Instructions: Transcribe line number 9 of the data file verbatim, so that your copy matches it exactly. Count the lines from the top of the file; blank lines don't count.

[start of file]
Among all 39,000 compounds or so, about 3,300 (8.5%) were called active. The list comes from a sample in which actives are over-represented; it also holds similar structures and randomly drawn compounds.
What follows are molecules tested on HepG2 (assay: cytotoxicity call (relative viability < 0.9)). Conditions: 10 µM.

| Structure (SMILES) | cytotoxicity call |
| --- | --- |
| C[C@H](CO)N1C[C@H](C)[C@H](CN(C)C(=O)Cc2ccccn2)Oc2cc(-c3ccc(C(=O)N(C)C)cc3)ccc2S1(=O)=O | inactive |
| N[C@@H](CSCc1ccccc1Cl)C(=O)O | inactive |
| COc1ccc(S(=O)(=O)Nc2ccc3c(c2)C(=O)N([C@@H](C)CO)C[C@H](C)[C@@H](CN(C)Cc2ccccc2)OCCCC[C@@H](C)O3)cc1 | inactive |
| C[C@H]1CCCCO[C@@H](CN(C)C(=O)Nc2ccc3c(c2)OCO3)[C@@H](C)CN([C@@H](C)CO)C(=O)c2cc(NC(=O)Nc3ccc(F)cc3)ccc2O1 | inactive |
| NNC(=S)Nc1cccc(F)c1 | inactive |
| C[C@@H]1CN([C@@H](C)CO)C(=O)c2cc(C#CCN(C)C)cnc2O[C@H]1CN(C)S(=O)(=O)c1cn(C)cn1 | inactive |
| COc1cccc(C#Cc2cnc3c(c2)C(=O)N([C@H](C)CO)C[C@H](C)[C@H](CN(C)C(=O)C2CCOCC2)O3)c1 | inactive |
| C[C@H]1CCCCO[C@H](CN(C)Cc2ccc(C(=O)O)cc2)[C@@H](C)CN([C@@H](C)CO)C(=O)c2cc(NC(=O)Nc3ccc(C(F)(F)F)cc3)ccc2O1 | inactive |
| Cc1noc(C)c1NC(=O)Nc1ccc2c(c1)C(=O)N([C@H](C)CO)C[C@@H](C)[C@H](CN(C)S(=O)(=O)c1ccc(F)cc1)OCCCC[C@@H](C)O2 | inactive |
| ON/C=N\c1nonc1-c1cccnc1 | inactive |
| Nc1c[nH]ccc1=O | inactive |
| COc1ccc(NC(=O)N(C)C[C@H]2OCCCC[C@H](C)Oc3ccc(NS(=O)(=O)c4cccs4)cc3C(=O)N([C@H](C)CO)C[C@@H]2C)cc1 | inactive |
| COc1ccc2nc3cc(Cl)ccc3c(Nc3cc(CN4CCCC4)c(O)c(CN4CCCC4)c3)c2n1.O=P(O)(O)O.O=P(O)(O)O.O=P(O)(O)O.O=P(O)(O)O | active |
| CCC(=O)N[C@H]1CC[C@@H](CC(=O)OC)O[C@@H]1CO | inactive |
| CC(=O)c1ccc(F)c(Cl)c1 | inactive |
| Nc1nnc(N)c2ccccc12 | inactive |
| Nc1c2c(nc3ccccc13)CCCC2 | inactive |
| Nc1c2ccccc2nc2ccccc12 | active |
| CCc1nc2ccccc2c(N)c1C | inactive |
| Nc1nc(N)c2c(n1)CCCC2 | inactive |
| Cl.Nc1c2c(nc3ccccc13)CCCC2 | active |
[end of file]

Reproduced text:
| NNC(=S)Nc1cccc(F)c1 | inactive |